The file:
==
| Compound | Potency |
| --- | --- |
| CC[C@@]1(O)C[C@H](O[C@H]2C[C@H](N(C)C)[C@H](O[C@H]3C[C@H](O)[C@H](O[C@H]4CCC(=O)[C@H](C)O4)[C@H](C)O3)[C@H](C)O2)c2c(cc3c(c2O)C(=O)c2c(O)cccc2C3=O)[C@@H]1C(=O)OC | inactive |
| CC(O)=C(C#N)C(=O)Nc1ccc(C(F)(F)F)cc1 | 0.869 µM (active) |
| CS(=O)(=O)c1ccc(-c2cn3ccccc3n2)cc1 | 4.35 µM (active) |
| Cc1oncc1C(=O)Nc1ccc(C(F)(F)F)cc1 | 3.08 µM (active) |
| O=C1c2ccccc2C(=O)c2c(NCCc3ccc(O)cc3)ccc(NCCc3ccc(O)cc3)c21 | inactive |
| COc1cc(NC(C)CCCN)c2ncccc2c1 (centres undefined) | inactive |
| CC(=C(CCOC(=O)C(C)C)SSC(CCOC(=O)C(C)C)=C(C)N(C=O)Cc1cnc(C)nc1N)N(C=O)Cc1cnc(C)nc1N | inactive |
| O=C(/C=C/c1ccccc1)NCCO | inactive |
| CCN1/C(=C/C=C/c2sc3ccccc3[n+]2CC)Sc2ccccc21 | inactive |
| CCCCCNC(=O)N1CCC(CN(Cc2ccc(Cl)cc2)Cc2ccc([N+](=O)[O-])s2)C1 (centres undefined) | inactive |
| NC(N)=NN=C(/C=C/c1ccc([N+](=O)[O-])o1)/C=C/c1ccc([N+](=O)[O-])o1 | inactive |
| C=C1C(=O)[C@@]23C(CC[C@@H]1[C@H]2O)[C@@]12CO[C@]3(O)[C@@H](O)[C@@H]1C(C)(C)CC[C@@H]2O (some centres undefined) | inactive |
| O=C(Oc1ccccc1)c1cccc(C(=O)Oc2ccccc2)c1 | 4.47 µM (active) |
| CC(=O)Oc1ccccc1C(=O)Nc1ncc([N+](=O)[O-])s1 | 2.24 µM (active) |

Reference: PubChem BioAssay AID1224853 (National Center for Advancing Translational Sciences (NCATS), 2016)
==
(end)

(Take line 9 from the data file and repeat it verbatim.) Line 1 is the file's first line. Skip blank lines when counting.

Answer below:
| CC(=C(CCOC(=O)C(C)C)SSC(CCOC(=O)C(C)C)=C(C)N(C=O)Cc1cnc(C)nc1N)N(C=O)Cc1cnc(C)nc1N | inactive |